Better than a miracle


It seems that everywhere I've looked recently, I find stories of people who faced serious medical challenges that doctors did not expect them to survive, yet they did. It's perfectly logical to me to label situations like these as miracles, because I know that with God, all things are possible. I have no doubt in my mind that He heals people. And hearing of such situations brings joy and smiles and praise. For me, though, it also stings a little.

In my humanness, I saw a perfect set-up for a miracle last August. I found myself in a situation where a miracle would have been been the perfect ending to a long and bumpy road that began with a routine sonogram. I prayed fervently for that miracle, as did so many others. Yet, the miracle in my mind, the one that I so desperately longed for, was not what I got. That perfect ending turned into an ache in my heart like I have never known.

Still, God is God. He is the same now as He was when Kristen was born. He is the same as He was when she went in for her surgery. He is the same as He was when we had to say good-bye to her. He is the same, and He is good.

For years now, Emily, Grace and I have listened to "Adventures in Odyssey" on the internet during lunch. The girls have always loved the radio show, and we've all enjoyed the lessons learned in each episode. It's fun to imagine what each character might look like, and we've all voiced a wish that there really was a place like "Whit's End" right here in Great Bend. A couple of days ago, we listened to an episode about miracles.

A little girl remained unconscious in the hospital following exposure to carbon monoxide. Her brother was searching for proof of miracles and traveled in the imagination station to find answers. The very wise ice cream shop owner, John Avery Whitaker, told little Grady a couple of things that I needed to hear. First, sometimes we pray for someone to be healed, and God doesn't answer our prayers the way we hoped. In cases where our loved ones AREN'T healed, maybe God has in store for us "something better than a miracle." Second, after facing the death of a loved one and seemingly unanswered prayers, it can help you to pray differently. His thoughts are not my thoughts...His ways are not my ways. God's will has certainly become a more prevalent part of my own prayers.

Part of what makes hearing stories of people in dire situations so difficult is that they bring back my own memories of being in the hospital, feeling helpless to do anything to change the outcome. Another part, the part that really pinches my soul, is hearing all the praises to God when miracles do happen and wondering if those praises would still be there if God had something better than a miracle in store.

Distance will change the perspective, and I look forward to the day when I have enough distance to see what God has in store for me.



It's been a little over a week since we "celebrated" Kristen's birthday. That just doesn't seem to be quite the right word for it.  It certainly wasn't the celebration I envisioned a year ago.  We did, however, spend the day remembering our sweet baby with a few loved ones. We released pink balloons and had cake and ice cream and looked at pictures of Kristen.  We smiled as we wondered whether Kristen would have daintily picked at her cake like her sister, Emily.  Or if she would have worn most of it like her sister, Grace (who ended up with frosting in her ears!)  From the beginning, Kristen seemed the perfect mix of her two sisters. In looking back at some of her pictures (which I put into the Smilebox scrapbook below), I definitely saw a hint of orneriness!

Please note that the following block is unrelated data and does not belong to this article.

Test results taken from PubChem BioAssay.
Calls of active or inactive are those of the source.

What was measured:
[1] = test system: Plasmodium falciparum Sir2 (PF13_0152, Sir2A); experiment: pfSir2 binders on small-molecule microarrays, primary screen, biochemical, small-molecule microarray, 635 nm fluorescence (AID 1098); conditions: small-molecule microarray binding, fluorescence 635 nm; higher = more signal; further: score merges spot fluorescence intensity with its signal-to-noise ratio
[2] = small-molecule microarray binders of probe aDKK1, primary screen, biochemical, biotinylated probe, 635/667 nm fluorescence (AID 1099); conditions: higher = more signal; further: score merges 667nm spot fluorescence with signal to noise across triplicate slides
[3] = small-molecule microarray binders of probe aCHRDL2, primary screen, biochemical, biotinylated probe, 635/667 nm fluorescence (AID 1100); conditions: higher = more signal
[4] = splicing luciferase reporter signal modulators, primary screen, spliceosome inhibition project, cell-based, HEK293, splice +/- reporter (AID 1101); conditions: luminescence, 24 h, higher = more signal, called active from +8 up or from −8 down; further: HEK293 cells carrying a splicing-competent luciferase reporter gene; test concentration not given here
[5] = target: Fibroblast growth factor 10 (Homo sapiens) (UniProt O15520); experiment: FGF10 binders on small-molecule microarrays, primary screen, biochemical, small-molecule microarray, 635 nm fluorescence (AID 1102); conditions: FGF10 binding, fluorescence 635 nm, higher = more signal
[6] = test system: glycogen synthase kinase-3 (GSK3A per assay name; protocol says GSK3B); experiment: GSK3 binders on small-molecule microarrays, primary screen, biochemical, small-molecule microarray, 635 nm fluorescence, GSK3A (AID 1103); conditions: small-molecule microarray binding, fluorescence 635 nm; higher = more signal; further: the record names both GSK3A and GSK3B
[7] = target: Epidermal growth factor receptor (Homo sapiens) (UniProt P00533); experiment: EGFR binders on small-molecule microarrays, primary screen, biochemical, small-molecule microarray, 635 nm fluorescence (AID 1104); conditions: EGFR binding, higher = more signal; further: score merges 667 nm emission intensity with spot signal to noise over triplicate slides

Celebrations bring to my mind pictures of all that is happy.  I think of smiles and laughter and gathering with loved ones.  While we had all those on May 7, there was a sadness over not having our guest of honor with us.  She got to celebrate in heaven, and as a friend wrote to me, birthday cake there has to be delicious!

To celebrate is to remember, to honor, to glorify.  I celebrate Kristen's life and in turn honor and glorify God when I remember who I am and whose I am.  God chose me to be Kristen's mom, and I will always be a mother of three.  More importantly, I belong to Him who was, who is and who will be.  I can't even begin to wrap my human mind around all that God is, but it does bring a peace to my heart to know that my youngest daughter is in His care.  She may not be home with me, but she is home with Him.  And that in itself is cause to celebrate.
Click to play this Smilebox scrapbook: Kristen

Our "Magic" Front Porch


We've joked that either we have the best friends ever, or we have a "magic" front porch.  Before I headed to bed last Thursday night, I looked out the window next to the front door like I always do.  I have a perfect view of Kristen's tree from that window, and it's part of my one last check on my girls before I head to bed.  That night, however, something caught my eye on the front porch.  Lined up on the steps were four pots of pink geraniums!  I stepped out in my jammies and found cards of encouragement that were signed by "Your friends in Christ."  I promptly sat down right there on the the my jammies...and cried tears of gratitude.  Only the next morning as I rolled the trash can out to the curb did I discover that our anonymous gift-givers had also left a beautiful solar light next to Kristen's tree.  Those gifts and the thoughtfulness of those who would go to such lengths touch my heart in a place and in a way that is difficult to put into words.